What to Do If a Dog Charges You

Learn how to handle a charging dog and keep yourself safe.

Jolanta Benal, CPDT-KA, CBCC-KA
6-minute read
Episode #95

If you have a pocket full of treats, try throwing them on the ground in front of the dog to distract and occupy him. Some people advise snapping open an umbrella in the dog’s face. I don’t know how practical this is. (A), I never have an umbrella unless it’s raining, in which case the umbrella is already open, and (B), a charging dog moves faster than my fumbling fingers. Your mileage may vary, I guess.

Keep Calm as You Walk Away

In removing yourself from the situation, take soft, relaxed breaths: Not only do you need oxygen, but also held breath tenses and freezes your muscles. Relaxed movements have better odds of pointing toward deescalation than tense, jerky movements do. Keep your body sideways to the dog. Much or most aggression is fear-based, and some fearful dogs will lunge or bite from behind when they wouldn’t quite dare to do so head-on. Move away calmly – remember not to run – and eventually you should see the dog lose interest. He may shake his body as if shaking off water and leave the spot where the confrontation took place.

What to Do If the Dog Bites You

If the dog does grab and bite you, do your best to remain calm. If he’s got hold of a limb, don’t pull away or shake – that can turn punctures into tears and also make the dog hang on harder. I know this is hard to believe, but it is possible to think clearly enough even in such a dangerous situation! Protect your face and belly as much as you can and try to remain upright.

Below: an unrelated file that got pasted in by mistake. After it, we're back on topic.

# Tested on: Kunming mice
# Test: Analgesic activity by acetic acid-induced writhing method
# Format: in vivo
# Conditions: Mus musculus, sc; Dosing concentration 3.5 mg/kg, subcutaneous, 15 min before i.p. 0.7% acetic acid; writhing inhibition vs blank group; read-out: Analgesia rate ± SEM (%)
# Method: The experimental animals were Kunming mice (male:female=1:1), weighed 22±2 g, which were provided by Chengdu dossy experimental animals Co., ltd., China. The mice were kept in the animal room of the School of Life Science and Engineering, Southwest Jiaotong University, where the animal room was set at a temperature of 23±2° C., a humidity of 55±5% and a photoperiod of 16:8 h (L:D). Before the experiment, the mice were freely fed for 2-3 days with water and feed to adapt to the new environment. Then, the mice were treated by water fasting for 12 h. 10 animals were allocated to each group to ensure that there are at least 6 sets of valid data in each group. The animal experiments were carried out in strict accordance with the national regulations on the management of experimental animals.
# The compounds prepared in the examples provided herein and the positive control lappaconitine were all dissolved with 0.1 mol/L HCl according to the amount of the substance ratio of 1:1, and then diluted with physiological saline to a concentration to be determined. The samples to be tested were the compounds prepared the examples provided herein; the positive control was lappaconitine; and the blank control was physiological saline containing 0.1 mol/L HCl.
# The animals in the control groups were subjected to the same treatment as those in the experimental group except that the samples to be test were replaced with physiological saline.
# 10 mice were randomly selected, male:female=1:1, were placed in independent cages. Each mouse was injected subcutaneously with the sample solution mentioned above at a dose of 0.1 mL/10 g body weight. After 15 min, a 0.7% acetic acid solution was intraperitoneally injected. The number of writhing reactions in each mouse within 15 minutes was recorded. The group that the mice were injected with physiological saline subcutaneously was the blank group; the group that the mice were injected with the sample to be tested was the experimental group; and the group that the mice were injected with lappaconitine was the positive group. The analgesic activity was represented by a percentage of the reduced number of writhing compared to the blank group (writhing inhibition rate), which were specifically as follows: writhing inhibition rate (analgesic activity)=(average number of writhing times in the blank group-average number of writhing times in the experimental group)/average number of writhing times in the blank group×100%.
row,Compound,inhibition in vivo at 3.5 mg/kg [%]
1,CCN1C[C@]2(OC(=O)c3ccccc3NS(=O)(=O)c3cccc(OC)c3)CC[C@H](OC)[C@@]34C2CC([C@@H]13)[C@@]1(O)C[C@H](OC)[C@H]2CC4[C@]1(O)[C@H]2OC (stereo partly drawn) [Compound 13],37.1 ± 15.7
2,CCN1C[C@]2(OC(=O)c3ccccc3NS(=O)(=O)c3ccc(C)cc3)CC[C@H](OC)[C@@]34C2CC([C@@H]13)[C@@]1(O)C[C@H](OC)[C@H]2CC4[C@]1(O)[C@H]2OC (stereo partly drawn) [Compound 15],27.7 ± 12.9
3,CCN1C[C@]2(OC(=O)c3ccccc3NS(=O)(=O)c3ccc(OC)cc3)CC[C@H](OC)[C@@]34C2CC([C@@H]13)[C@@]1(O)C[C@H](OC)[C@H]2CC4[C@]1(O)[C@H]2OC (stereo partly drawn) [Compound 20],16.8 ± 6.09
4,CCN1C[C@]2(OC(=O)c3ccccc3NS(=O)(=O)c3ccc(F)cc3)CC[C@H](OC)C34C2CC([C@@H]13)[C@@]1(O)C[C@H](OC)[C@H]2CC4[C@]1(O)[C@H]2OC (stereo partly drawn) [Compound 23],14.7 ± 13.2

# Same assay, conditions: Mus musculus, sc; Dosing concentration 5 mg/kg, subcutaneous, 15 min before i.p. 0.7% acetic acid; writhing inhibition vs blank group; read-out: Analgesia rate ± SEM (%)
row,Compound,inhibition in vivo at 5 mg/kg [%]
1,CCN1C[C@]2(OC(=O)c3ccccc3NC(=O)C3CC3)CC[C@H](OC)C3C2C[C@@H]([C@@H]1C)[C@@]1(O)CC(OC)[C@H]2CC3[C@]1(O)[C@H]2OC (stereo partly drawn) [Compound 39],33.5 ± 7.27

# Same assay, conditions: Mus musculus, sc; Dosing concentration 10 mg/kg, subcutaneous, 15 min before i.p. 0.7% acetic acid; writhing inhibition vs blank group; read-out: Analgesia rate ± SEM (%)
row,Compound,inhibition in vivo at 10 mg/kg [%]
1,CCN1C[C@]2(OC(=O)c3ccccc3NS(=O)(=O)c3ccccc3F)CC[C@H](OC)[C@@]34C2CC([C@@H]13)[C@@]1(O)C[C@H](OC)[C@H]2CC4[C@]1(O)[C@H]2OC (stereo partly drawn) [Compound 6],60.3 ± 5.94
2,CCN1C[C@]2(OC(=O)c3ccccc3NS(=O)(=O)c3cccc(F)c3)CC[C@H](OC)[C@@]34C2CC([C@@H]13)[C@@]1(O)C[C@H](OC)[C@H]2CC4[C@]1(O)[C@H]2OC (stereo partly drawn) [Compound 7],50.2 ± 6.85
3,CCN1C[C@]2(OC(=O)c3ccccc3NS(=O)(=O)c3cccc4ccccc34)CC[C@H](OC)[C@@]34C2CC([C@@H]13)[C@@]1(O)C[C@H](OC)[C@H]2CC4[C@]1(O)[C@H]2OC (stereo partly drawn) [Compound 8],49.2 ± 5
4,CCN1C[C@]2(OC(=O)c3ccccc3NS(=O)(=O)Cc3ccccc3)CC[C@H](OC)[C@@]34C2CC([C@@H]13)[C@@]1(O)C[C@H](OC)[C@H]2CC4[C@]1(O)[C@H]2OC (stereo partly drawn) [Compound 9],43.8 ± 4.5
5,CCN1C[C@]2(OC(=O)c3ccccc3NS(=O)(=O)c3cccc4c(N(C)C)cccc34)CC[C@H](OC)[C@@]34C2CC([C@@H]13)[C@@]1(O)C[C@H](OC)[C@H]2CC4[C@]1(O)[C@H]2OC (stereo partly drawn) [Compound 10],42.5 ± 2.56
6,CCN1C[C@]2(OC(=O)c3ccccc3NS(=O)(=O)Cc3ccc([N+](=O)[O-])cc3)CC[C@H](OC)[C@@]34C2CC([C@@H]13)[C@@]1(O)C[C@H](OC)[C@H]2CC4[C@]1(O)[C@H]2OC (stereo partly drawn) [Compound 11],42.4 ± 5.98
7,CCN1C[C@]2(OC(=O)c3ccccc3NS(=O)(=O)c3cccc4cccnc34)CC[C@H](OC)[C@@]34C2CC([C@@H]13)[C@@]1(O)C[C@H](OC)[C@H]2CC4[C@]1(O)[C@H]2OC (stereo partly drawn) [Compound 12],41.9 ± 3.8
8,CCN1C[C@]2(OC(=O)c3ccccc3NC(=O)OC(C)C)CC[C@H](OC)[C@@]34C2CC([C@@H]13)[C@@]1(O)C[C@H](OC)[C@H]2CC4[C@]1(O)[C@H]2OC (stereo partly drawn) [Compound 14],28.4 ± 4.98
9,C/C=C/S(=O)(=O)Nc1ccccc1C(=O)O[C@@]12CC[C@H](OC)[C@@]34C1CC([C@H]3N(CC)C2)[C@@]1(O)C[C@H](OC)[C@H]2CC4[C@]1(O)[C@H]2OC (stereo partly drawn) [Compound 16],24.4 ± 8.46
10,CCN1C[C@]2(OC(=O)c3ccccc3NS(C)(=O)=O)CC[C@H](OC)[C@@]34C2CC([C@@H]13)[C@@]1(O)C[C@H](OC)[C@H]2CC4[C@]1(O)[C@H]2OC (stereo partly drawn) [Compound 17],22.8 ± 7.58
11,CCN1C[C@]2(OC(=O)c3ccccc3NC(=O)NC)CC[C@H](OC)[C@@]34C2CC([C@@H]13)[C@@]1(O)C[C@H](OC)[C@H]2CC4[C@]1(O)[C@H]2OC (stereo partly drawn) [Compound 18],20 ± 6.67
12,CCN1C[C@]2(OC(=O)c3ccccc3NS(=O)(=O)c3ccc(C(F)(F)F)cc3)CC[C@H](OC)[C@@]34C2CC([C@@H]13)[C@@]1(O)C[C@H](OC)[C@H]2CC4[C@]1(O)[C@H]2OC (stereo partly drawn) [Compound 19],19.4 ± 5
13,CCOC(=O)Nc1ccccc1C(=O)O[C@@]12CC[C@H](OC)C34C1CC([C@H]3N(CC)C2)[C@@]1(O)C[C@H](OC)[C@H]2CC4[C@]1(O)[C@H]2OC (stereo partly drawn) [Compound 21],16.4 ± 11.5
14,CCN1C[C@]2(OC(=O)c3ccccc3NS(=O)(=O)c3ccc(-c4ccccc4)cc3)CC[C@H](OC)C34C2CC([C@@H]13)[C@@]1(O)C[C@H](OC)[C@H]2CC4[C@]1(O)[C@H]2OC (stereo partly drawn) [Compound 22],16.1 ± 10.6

How to Protect Your Dog

Suppose that like Nikki you have your own dog with you. Nikki’s move of putting Kimi behind her was a good one, but many dogs would confront a charging dog. The most likely result is a tussle with not much damage done. If the dogs are very different in size, the risk of harm goes up. Ditto, of course, if either dog has a history of serious aggression toward other dogs. Leashes may escalate tension and make the fight worse, but on the other hand an unleashed dog who panics may wind up miles away or run into the road and be struck by a car. For how best to break up a dog fight, check out my article on the subject.


About the Author

Jolanta Benal, CPDT-KA, CBCC-KA

Jolanta holds professional certifications in both training and behavior counseling and belongs to the Association of Professional Dog Trainers and the International Association of Animal Behavior Consultants. She also volunteered with Pet Help Partners, a program of the Humane Society of the United States that works to prevent pet relinquishment. Her approach is generally behaviorist (Pavlovian, Skinnerian and post-Skinnerian learning theory) with a big helping of ethology (animal behavior as observed in non-experimental settings).